The act of failing to provide support is understood as a person who has obligation to provide support to a particular individual as prescribed by law or under a Court’s judgement or decision, but intentionally fail to comply while he or she has sufficient conditions to fulfill his or her obligations.
Based on the legally effective judgement or decision of the Court, if the obligor fails to comply with his or her obligation, the other spouse has the right to request a competent judgement enforcement agency to compel the uncomplying spouse to fulfill his or her obligations. Specifically, according to Article 45 of the Law on Civil Judgement Enforcement 2008, as amended and supplemented in 2014, from the date of receiving the judgement enforcement decision or being notified of the valid decision, the child support obligor will be granted 10 days to voluntarily perform the prescribed obligation regarding the child support. After this time limit, if he or she, is eligible to fulfill the obligation but fails to do so, the obligor shall be compelled to pay by the competent enforcement agency. In this case, an intervention by the State agency is very necessary and urgent in forcing the obligor to fulfill his or her obligation.
In fact, the implementation of the decision on child support faces many difficulties. In many cases, the obligor does not comply with the decision even though he or she has the ability to pay. Sometimes, the judgement enforcement agency is unable to apply coercive measures since in practice, the enforcement of child support judgements is considered a periodical obligation (i.e. the obligation to provide child support periodically). Additionally, child support sometimes only equals to a few million Vietnamese dong/month/person which is very little compared to the value of the distrained assets. Therefore, the judgement enforcement agencies often face many difficulties when enforcing decisions seizing large assets such as houses, cars, land, etc. of the obligor to deduct the total amount of money for the child support obligation at once. This will take a lot of time and effort to settle an enforcement of the obligation to provide child support.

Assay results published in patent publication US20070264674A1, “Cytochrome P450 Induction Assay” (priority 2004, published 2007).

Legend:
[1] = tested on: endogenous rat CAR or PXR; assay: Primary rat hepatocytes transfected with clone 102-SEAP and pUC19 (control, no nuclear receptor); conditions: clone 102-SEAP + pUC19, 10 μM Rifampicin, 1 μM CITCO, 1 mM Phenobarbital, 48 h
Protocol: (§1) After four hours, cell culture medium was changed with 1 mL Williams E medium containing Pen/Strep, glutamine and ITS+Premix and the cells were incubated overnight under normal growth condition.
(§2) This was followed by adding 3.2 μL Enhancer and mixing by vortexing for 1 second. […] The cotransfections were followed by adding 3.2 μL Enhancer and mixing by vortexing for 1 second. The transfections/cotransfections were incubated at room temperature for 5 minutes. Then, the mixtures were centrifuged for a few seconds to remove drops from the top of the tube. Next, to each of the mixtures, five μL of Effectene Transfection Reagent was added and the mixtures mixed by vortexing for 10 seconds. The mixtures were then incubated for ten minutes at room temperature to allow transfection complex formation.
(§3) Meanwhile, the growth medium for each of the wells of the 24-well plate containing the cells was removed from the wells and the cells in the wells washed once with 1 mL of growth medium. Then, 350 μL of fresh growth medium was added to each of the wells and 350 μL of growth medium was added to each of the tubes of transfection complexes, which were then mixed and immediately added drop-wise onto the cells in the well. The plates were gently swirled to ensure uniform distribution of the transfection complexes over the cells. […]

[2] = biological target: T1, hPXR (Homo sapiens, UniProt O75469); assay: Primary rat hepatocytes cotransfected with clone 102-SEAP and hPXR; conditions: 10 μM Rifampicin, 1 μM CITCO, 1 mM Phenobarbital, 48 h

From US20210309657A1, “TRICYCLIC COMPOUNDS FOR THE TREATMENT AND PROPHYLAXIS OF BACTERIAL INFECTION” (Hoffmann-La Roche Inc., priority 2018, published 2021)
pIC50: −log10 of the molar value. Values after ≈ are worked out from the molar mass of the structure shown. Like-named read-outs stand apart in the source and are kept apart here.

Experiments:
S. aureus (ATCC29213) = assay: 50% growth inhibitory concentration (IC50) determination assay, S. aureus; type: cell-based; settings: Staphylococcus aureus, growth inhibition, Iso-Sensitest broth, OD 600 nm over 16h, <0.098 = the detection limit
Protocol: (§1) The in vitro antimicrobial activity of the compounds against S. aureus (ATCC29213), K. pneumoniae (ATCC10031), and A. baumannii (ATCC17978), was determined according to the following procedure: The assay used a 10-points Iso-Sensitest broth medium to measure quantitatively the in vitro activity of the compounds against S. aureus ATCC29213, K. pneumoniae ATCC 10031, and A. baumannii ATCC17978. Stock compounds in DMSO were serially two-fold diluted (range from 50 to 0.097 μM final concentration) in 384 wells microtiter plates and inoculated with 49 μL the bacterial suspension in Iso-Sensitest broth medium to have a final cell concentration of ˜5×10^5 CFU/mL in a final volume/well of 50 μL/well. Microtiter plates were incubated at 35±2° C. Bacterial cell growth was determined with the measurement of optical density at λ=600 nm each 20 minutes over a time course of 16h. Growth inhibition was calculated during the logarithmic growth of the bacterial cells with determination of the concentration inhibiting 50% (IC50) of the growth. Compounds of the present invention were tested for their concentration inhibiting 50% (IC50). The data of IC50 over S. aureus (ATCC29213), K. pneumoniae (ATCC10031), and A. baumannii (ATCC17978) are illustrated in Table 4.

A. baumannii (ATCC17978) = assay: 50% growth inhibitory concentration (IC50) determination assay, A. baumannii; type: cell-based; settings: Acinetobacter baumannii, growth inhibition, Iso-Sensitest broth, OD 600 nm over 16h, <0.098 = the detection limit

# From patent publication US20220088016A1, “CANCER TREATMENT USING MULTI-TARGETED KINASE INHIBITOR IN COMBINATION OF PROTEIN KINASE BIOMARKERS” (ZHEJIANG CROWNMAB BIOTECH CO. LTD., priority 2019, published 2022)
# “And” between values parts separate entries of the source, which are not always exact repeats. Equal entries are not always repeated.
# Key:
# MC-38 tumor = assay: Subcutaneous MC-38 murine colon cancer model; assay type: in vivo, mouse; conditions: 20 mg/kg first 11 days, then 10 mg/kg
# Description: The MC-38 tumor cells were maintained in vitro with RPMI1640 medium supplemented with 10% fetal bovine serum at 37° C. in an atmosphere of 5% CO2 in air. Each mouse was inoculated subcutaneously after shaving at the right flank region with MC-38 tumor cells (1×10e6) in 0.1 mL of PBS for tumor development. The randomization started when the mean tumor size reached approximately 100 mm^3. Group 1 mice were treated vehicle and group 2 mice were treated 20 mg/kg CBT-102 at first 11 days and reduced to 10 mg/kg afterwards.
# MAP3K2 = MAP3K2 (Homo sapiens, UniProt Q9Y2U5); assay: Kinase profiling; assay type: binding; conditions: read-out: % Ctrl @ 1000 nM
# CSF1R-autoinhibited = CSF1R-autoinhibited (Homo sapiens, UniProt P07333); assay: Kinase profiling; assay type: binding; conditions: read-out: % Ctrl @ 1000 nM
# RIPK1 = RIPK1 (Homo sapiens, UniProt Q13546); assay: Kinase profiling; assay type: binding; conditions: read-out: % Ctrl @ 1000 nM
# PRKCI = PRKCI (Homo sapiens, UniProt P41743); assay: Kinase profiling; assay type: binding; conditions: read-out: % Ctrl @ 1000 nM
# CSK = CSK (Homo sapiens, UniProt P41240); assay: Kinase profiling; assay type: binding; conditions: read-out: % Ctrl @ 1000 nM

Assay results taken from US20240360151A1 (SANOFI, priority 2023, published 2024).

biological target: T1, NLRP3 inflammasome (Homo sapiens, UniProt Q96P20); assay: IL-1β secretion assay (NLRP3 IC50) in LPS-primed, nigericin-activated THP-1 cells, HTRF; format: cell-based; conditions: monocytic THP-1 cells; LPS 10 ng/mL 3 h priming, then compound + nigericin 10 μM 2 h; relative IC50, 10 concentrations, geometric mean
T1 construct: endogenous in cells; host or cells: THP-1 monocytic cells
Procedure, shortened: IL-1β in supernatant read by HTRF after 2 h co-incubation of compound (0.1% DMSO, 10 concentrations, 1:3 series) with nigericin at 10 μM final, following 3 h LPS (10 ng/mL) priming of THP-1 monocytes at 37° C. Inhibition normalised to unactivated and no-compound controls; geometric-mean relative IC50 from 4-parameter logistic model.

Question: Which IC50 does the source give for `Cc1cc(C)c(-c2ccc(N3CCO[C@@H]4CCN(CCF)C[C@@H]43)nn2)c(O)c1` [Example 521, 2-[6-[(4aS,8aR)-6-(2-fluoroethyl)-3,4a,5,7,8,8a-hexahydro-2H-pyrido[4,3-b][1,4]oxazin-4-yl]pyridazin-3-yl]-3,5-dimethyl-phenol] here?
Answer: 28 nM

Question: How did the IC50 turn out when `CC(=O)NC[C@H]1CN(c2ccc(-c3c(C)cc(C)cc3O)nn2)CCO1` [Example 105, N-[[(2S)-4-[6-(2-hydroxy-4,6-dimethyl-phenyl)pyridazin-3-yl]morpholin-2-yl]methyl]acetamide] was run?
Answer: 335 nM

In addition to
the gentle civil solutions mentioned above, the applicable law also has relatively strict deterrent measures
to compel the obligor to perform child support obligations. Refusing or evading
the fulfillment of such obligation may be subject to a warning or an
administrative fine of between VND100,000 and VND300,000. On the other hand, the failure to perform the obligation may be subject to
criminal prosecution. Specifically, according to Article 380 of the Criminal
Code 2015 on crime for non-compliance, a person who fails to comply with a
legally effective judgement or decision of a Court on alimony even though it is
within his or her ability, that he
or she has subsequently been subject to
coercive measures according to the law or administratively sanctioned for this
act but still violates it, will be sentenced up to 05 years of imprisonment and
fined with the maximum amount of VND50 million. In particular, in case the
obligor has the actual ability to provide support to the person for whom he or
she is obliged to as prescribed by law, but refuses or evades such obligation,
causing the supported person to be in danger of life, health, or where the
obligor has been administratively sanctioned for refusing or evading the
obligation but keeps violating it, if not falling into the cases prescribed in
Article 380 of the Criminal Code 2015, he or she will be subject to warning,
non-imprisonment rehabilitation up to 02 years or imprisonment from 03 months
to 02 years.
 Thanh Cong, “Why are the time for cases regarding enforcement of obligation to provide child support usually extended?”, General Department of Civil Judgement Enforcement of Tuyen Quang Province’s news portal, http://thads.moj.gov.vn/tuyenquang/noidung/tintuc/Lists/NghienCuuTraoDoi/View_Detail.aspx?ItemID=104,
Article 54.2 of the Decree No. 167/2013/ND-CP of the Government, dated 12 November 2013, on Administrative penalties in social security, order, and safety; prevention of social evils, fire, and domestic violence.
 Article 186 of the Criminal Code 2015 as amended by Article 1.37 of the Law on 2017 to amend and supplement the Criminal Code.
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